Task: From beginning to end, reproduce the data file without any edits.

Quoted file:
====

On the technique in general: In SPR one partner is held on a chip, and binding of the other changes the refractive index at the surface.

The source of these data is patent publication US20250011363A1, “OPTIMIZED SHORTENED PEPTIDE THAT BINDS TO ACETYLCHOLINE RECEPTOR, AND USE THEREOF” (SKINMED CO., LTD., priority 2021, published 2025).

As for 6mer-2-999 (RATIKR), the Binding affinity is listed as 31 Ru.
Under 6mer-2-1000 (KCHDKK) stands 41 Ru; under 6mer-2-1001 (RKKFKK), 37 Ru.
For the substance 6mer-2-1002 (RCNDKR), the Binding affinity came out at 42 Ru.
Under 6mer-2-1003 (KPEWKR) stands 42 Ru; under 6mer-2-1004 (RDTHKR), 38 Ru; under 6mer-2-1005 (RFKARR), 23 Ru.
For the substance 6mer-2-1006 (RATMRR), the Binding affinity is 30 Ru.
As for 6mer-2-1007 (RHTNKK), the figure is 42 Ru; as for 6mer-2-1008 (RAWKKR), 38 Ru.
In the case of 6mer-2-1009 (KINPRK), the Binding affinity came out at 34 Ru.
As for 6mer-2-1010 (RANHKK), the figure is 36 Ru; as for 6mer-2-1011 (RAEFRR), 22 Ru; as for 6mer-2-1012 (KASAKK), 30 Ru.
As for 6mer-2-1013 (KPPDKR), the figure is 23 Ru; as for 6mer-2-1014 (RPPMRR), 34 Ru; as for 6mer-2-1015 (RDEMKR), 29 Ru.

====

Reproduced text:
On the technique in general: In SPR one partner is held on a chip, and binding of the other changes the refractive index at the surface.

The source of these data is patent publication US20250011363A1, “OPTIMIZED SHORTENED PEPTIDE THAT BINDS TO ACETYLCHOLINE RECEPTOR, AND USE THEREOF” (SKINMED CO., LTD., priority 2021, published 2025).

As for 6mer-2-999 (RATIKR), the Binding affinity is listed as 31 Ru.
Under 6mer-2-1000 (KCHDKK) stands 41 Ru; under 6mer-2-1001 (RKKFKK), 37 Ru.
For the substance 6mer-2-1002 (RCNDKR), the Binding affinity came out at 42 Ru.
Under 6mer-2-1003 (KPEWKR) stands 42 Ru; under 6mer-2-1004 (RDTHKR), 38 Ru; under 6mer-2-1005 (RFKARR), 23 Ru.
For the substance 6mer-2-1006 (RATMRR), the Binding affinity is 30 Ru.
As for 6mer-2-1007 (RHTNKK), the figure is 42 Ru; as for 6mer-2-1008 (RAWKKR), 38 Ru.
In the case of 6mer-2-1009 (KINPRK), the Binding affinity came out at 34 Ru.
As for 6mer-2-1010 (RANHKK), the figure is 36 Ru; as for 6mer-2-1011 (RAEFRR), 22 Ru; as for 6mer-2-1012 (KASAKK), 30 Ru.
As for 6mer-2-1013 (KPPDKR), the figure is 23 Ru; as for 6mer-2-1014 (RPPMRR), 34 Ru; as for 6mer-2-1015 (RDEMKR), 29 Ru.